Wet cleaning is prohibited by state regulation for some markets. Specifically, Minnesota regulations prohibit the sale of wet-cleaned eggs to stores. Immersion washing is not condoned and may be prohibited.

Dry cleaning using a brush, sandpaper, or a loofah sponge has fewer issues than wet cleaning, and is recommended for small producers. Or, the process of wiping is using an enzymatic product that cleans the surface of the egg, using natural enzymes, to remove contaminants and reduce the amount of time the egg is saturated with merely water.

If detergents or other additives are used for wet cleaning, they must either be non-synthetic or among the allowed synthetics on the National List at section 205.603 of the National Organic Standard. Synthetics include: chlorine, hydrogen peroxide, ozone and peracetic acid. These serve mostly as sanitizers rather than as washing agents.


Eggs need to be colder than the water they are washed in. Warmer water contracts the shell, tightening it, and providing a barrier. Eggs should be washed in water that is at least 20 degrees F warmer than the warmest eggs, and the water should be at least 90 degrees F. This is to prevent water that is cooler than the egg from forcing the egg contents to contract and pull water and microbes through the shell into the egg and cause contamination. However, the wash water should not be more than 40 degrees F above the temperature of the eggs or the eggs may experience thermal cracking. Washing eggs come with two methods: chemical or natural. The downfall of using a chemical based product with the water is risk of penetration of it past the bloom and into the yolk. However, a non-chemical, more natural approach (enzymes) causes no harm to the surface, bloom or yolk; i.e. taste, smell and quality.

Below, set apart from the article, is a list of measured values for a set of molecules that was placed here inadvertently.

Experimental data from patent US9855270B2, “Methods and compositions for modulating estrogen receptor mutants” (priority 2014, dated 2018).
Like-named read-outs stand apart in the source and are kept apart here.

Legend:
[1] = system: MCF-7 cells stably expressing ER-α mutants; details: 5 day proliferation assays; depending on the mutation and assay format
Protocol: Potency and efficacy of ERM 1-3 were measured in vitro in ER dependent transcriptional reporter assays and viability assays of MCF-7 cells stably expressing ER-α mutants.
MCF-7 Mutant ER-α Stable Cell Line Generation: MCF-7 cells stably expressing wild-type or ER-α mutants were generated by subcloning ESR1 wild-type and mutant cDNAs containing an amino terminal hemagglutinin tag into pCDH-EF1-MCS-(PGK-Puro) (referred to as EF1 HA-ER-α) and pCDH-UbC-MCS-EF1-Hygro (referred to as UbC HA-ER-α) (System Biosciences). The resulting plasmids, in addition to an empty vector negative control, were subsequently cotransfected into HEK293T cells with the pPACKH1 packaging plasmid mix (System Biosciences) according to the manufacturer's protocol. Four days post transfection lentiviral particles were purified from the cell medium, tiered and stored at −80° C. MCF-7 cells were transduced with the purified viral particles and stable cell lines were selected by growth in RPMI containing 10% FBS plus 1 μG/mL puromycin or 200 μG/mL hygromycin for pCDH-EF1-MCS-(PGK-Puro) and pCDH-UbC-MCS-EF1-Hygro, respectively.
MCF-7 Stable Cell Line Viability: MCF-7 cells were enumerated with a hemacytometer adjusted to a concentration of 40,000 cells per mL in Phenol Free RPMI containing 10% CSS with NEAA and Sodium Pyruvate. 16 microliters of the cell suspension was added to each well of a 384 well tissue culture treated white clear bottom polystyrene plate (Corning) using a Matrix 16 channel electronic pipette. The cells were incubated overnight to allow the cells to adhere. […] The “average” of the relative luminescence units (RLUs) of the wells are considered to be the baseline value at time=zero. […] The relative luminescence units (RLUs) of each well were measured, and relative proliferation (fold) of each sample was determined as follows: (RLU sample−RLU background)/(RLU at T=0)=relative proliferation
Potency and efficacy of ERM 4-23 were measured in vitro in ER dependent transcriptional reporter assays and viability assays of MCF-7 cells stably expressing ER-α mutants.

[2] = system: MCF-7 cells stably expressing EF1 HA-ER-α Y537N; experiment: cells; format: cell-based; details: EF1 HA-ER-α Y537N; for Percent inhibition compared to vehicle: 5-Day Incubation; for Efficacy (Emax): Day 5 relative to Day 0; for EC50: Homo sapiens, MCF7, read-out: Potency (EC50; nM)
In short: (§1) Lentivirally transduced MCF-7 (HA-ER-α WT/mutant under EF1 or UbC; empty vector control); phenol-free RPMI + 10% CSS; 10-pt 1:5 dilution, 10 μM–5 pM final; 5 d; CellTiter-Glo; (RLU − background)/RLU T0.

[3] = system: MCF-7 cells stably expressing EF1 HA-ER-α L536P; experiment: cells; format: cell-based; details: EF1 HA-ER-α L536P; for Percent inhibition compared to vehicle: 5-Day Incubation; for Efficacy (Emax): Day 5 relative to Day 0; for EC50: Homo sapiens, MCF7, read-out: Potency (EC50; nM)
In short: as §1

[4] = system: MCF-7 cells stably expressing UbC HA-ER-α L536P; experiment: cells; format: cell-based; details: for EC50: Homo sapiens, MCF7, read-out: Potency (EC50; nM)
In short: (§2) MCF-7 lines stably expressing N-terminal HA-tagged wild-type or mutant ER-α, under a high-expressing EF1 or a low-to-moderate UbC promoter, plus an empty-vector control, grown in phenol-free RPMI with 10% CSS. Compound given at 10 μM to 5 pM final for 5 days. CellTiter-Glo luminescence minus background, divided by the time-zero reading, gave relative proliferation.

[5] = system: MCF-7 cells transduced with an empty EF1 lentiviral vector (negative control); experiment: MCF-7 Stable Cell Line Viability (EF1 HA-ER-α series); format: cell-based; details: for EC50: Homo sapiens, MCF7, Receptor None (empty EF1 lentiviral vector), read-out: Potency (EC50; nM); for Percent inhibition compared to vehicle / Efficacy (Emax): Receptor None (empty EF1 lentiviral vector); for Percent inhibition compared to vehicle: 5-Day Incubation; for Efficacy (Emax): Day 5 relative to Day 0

Although the USDA does not condone immersion washing (soaking or standing), a majority of small producers do not have to abide or operate under the legislation.

Who uses these methods?

Organic Farms typically rinse the eggs, if dry cleaning, with water and depend upon the natural sterile process of the chicken to protect its eggs. These are your non-traditional methods and represent less than 20% of chicken owners (FDA, 2009).

Backyard owners are using a soap and water mixture or enzymes based solution. This method is traditional among the majority of chicken owners’ (FDA, 2009).

The commercial industry (store bought) standards for egg cleansing are heavily regulated by FDA and USDA. The process for cleansing eggs is to use a chemical based solution – in the form of chlorine or bleach. This explains why you receive very white (bleached) eggs in the store.


You may be asking yourself--if the commercial industry is regulated by FDA and USDA, then who overlooks the organic, backyard and local stores? The USDA will do random blue light testing to ensure eggs are contaminant free and abide by all safety standards. The blue light, when passed over a contaminated egg, will glow--this glow is the bacteria. If contamination is found, your entire stock may be pulled by the inspector.


The primary USDA egg grades are AA, A, and B. Grades are based on both exterior and interior quality. For specifics on egg grading, see the USDA-AMS Poultry Programs web site.

Grading also involves sorting eggs into weight classes or sizes (peewee, small, medium, large, extra-large and jumbo). The USDA Egg Grading Manual details what an egg of a specific class needs to weigh. Many producers do not grade but mark their eggs as mixed, unclassified, or ungraded. Farm-scale equipment for grading is available through farm supply outlets such as NASCO.


Eggs may be carton-packed according to size or as unsized. Standard packaging for direct sale is by the dozen, half-dozen, or dozen-and-a-half. Cartons are typically made of pulp paper, Styrofoam or clear plastic.


Eggs packed under federal regulations require the pack date to be displayed on the carton. It is a three digit Julian date that represents the consecutive day of the year. The carton is also dated with the 'Sell-by' or expiration date, which depends on the state requirements. Eggs with a federal grade must be sold within 30 days from day of pack.